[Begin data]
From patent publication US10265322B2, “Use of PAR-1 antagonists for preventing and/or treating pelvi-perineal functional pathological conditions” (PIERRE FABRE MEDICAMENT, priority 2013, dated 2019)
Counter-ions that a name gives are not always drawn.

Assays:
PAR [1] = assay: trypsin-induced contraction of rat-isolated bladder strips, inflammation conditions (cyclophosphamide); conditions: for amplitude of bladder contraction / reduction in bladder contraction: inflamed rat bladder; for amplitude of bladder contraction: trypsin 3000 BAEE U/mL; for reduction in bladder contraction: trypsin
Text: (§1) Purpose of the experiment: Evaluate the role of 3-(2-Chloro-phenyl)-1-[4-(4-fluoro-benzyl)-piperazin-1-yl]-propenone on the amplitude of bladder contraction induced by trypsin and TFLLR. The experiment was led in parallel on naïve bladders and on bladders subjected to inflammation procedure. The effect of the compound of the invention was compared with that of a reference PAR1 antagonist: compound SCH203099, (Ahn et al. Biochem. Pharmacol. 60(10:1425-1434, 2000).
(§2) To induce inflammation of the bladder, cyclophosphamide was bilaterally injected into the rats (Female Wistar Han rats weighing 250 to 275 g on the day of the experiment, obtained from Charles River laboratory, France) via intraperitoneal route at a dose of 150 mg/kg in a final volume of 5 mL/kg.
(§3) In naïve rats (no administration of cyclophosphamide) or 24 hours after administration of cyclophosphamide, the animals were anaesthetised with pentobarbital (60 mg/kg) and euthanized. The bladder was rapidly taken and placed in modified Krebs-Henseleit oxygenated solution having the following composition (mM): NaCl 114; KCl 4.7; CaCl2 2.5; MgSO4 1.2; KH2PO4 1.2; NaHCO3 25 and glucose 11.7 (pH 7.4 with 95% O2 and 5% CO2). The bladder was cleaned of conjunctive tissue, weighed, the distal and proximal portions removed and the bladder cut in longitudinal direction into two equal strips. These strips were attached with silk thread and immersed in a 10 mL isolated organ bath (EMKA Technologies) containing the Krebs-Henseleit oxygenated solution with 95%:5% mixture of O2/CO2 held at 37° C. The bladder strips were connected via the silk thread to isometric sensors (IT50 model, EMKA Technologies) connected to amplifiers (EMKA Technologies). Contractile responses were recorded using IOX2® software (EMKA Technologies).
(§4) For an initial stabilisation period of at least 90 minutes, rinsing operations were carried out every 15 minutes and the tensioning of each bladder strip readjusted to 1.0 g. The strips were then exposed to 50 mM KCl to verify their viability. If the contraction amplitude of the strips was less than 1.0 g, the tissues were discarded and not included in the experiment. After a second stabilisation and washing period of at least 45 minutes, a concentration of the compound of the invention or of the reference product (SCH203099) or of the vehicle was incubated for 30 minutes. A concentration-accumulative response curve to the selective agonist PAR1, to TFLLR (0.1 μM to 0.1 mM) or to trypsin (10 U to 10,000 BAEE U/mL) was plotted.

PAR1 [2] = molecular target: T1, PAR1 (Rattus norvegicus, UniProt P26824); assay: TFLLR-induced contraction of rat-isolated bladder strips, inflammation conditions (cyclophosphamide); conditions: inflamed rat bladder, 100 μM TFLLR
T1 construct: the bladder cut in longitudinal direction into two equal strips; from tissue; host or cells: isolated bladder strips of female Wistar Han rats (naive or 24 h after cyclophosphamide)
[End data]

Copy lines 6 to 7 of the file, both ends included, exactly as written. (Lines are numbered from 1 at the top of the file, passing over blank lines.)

(§2) To induce inflammation of the bladder, cyclophosphamide was bilaterally injected into the rats (Female Wistar Han rats weighing 250 to 275 g on the day of the experiment, obtained from Charles River laboratory, France) via intraperitoneal route at a dose of 150 mg/kg in a final volume of 5 mL/kg.
(§3) In naïve rats (no administration of cyclophosphamide) or 24 hours after administration of cyclophosphamide, the animals were anaesthetised with pentobarbital (60 mg/kg) and euthanized. The bladder was rapidly taken and placed in modified Krebs-Henseleit oxygenated solution having the following composition (mM): NaCl 114; KCl 4.7; CaCl2 2.5; MgSO4 1.2; KH2PO4 1.2; NaHCO3 25 and glucose 11.7 (pH 7.4 with 95% O2 and 5% CO2). The bladder was cleaned of conjunctive tissue, weighed, the distal and proximal portions removed and the bladder cut in longitudinal direction into two equal strips. These strips were attached with silk thread and immersed in a 10 mL isolated organ bath (EMKA Technologies) containing the Krebs-Henseleit oxygenated solution with 95%:5% mixture of O2/CO2 held at 37° C. The bladder strips were connected via the silk thread to isometric sensors (IT50 model, EMKA Technologies) connected to amplifiers (EMKA Technologies). Contractile responses were recorded using IOX2® software (EMKA Technologies).